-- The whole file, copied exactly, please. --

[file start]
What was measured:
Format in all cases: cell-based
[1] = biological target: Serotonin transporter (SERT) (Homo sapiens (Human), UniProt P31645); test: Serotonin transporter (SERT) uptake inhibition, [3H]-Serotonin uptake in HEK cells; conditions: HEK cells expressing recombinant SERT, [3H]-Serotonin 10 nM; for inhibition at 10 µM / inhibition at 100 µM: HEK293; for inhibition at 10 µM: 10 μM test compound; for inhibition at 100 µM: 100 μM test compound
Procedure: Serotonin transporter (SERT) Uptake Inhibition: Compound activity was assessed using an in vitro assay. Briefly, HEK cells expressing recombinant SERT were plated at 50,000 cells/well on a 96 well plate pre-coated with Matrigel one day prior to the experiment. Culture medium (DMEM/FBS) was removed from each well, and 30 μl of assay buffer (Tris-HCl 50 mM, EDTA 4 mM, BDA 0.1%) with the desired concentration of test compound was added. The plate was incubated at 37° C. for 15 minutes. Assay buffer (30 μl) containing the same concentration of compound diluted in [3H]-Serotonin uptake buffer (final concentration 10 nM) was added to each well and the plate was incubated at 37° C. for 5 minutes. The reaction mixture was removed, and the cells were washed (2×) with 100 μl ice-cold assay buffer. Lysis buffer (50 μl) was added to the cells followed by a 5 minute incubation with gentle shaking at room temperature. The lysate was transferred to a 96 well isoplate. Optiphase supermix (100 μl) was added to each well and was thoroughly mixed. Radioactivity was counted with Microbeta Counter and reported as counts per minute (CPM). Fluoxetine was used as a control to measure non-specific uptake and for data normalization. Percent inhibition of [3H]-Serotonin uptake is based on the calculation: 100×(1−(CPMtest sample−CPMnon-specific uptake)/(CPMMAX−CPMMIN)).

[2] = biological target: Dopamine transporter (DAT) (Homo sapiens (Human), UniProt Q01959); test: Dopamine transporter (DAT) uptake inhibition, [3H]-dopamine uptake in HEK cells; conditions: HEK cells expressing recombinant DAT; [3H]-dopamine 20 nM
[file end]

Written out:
What was measured:
Format in all cases: cell-based
[1] = biological target: Serotonin transporter (SERT) (Homo sapiens (Human), UniProt P31645); test: Serotonin transporter (SERT) uptake inhibition, [3H]-Serotonin uptake in HEK cells; conditions: HEK cells expressing recombinant SERT, [3H]-Serotonin 10 nM; for inhibition at 10 µM / inhibition at 100 µM: HEK293; for inhibition at 10 µM: 10 μM test compound; for inhibition at 100 µM: 100 μM test compound
Procedure: Serotonin transporter (SERT) Uptake Inhibition: Compound activity was assessed using an in vitro assay. Briefly, HEK cells expressing recombinant SERT were plated at 50,000 cells/well on a 96 well plate pre-coated with Matrigel one day prior to the experiment. Culture medium (DMEM/FBS) was removed from each well, and 30 μl of assay buffer (Tris-HCl 50 mM, EDTA 4 mM, BDA 0.1%) with the desired concentration of test compound was added. The plate was incubated at 37° C. for 15 minutes. Assay buffer (30 μl) containing the same concentration of compound diluted in [3H]-Serotonin uptake buffer (final concentration 10 nM) was added to each well and the plate was incubated at 37° C. for 5 minutes. The reaction mixture was removed, and the cells were washed (2×) with 100 μl ice-cold assay buffer. Lysis buffer (50 μl) was added to the cells followed by a 5 minute incubation with gentle shaking at room temperature. The lysate was transferred to a 96 well isoplate. Optiphase supermix (100 μl) was added to each well and was thoroughly mixed. Radioactivity was counted with Microbeta Counter and reported as counts per minute (CPM). Fluoxetine was used as a control to measure non-specific uptake and for data normalization. Percent inhibition of [3H]-Serotonin uptake is based on the calculation: 100×(1−(CPMtest sample−CPMnon-specific uptake)/(CPMMAX−CPMMIN)).

[2] = biological target: Dopamine transporter (DAT) (Homo sapiens (Human), UniProt Q01959); test: Dopamine transporter (DAT) uptake inhibition, [3H]-dopamine uptake in HEK cells; conditions: HEK cells expressing recombinant DAT; [3H]-dopamine 20 nM